Wi-Fi 6 standard is still relatively new, but companies have already started work on the next-gen Wi-Fi 7 standard. Qualcomm in a new statement has said that the Wi-Fi 7 standard compared to Wi-Fi 6 will double capacities and speeds. It has also stated that the latency will be cut by half. The upcoming standard will come with a number of features like the introduction of the powerful MLO feature, which will allow creating multiple links across several bands. Earlier, MediaTek had also said that Wi-Fi 7 is three times faster than Wi-Fi 6. Also Read - Oppo Watch 3 might be the first smartwatch to come the new Snapdragon W5 Gen 1
According to Qualcomm, Wi-Fi 7 will double the maximum channel width to 320 MHz, while at the same time introducing higher-order modulation with 4kQAM. Apart from this, the Wi-Fi 7 standard will provide the ability to manage and optimise various available spectrum bands using the multi-link operation (MLO) feature. Also Read - Qualcomm launches Snapdragon W5 Gen 1, W5+ Gen 1 platforms for smartwatches, fitness trackers: Check specs, availability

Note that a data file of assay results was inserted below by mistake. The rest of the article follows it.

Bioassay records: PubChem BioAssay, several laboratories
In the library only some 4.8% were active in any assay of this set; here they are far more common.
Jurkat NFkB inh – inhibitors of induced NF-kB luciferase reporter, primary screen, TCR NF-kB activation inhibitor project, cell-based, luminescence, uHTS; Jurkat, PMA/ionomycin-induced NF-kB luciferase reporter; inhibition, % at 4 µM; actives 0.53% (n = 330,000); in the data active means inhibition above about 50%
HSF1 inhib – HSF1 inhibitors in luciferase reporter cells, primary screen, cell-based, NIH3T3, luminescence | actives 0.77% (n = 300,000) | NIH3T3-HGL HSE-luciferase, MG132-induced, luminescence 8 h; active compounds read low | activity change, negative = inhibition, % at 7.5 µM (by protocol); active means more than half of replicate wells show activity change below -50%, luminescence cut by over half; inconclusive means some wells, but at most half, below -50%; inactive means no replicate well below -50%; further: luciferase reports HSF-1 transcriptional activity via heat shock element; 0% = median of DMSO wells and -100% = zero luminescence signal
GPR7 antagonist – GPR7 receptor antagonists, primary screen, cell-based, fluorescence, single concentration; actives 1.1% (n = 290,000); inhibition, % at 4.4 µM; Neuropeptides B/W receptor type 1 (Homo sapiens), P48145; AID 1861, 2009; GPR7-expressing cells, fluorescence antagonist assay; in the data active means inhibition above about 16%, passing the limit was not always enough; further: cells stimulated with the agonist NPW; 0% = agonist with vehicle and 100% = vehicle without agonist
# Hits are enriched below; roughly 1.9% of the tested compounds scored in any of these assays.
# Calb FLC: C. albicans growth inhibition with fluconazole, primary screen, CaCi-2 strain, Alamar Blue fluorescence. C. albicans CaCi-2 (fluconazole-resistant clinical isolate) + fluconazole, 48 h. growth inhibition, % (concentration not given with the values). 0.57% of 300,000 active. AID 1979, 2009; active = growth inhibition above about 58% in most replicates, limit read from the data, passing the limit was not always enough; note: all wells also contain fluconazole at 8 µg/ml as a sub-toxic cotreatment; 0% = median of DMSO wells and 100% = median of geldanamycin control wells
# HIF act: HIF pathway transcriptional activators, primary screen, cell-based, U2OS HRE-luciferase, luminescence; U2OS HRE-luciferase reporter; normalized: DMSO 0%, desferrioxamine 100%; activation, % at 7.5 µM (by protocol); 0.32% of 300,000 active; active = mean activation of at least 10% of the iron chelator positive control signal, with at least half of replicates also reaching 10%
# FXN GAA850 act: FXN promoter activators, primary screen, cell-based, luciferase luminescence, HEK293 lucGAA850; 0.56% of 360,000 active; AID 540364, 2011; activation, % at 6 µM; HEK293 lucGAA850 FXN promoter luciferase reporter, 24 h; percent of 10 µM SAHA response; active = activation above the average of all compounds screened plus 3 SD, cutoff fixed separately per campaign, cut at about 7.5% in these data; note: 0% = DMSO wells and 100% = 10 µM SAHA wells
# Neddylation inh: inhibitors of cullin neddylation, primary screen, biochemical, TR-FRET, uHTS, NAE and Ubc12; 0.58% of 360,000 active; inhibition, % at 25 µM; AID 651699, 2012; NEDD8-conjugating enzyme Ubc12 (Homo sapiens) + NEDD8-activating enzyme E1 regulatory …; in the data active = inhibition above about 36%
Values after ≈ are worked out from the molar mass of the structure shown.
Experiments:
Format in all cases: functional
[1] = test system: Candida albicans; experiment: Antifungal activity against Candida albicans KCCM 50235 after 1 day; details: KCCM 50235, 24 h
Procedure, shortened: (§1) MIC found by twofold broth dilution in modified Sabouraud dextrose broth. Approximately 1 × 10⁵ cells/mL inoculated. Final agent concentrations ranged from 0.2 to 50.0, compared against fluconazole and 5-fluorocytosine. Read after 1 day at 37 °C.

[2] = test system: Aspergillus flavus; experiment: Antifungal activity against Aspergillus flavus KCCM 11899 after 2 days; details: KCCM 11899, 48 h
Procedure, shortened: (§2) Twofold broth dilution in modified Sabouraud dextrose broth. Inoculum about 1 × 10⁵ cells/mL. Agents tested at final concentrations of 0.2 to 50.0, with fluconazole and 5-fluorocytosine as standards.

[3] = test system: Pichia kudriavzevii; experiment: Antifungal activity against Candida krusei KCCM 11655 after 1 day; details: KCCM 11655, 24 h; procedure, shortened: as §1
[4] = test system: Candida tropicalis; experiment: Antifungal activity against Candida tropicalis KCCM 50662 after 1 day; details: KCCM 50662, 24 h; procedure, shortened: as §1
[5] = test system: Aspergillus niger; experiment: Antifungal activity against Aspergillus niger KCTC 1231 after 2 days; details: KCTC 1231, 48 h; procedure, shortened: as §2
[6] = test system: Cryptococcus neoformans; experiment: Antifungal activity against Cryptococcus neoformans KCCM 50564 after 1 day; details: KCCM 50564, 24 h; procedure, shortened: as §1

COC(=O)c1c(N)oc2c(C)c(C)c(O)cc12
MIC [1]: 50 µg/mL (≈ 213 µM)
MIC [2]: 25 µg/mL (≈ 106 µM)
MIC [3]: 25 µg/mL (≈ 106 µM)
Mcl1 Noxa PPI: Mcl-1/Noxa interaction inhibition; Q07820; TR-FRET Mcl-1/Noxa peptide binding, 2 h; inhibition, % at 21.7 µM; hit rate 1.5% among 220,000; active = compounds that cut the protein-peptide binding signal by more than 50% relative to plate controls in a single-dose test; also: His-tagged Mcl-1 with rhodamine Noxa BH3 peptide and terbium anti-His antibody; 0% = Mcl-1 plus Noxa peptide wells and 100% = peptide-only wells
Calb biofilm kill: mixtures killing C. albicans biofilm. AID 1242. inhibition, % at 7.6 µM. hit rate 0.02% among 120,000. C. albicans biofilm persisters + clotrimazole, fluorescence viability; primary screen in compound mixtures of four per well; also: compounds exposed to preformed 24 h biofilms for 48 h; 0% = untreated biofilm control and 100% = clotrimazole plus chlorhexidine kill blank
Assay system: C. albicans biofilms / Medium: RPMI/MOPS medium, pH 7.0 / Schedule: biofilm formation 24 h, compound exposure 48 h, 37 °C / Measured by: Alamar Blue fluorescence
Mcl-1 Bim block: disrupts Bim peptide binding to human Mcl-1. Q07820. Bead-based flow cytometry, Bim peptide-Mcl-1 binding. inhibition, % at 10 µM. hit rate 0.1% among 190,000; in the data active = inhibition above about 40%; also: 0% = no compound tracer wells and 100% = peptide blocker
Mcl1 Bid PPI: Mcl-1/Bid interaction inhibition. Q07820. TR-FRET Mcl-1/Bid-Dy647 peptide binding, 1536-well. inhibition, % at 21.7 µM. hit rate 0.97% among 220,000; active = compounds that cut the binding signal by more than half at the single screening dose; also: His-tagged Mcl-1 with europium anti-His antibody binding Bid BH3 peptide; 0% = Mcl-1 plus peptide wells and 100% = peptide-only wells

The MLO feature allows devices to make simultaneous use of spectrum on multiple links. Using this the device can operate on each band whenever it becomes available simultaneously, thus aggregating throughput. Due to this, the device can easily avoid congestion to lower latency. Also Read - Qualcomm will soon launch the Snapdragon 4100+ successor: Here's what we know so far
While MLO does aggregate channels from different bands, it also sets up multiple device links within the same band. For example, if a network does not have support for 6GHz allocations, a Wi-Fi 7 device can still take advantage of a 320MHz Wi-Fi channel by combining two 160MHz channels and providing 6GHz speeds. The standard can also set up a 240MHz-wide channel within the 5GHz band using the MLO technology.
Qualcomm also states that Wi-Fi 7 will come with support for preamble puncturing, which will allow the Wi-Fi network to carve out and avoid using a part of the spectrum containing interfering signals.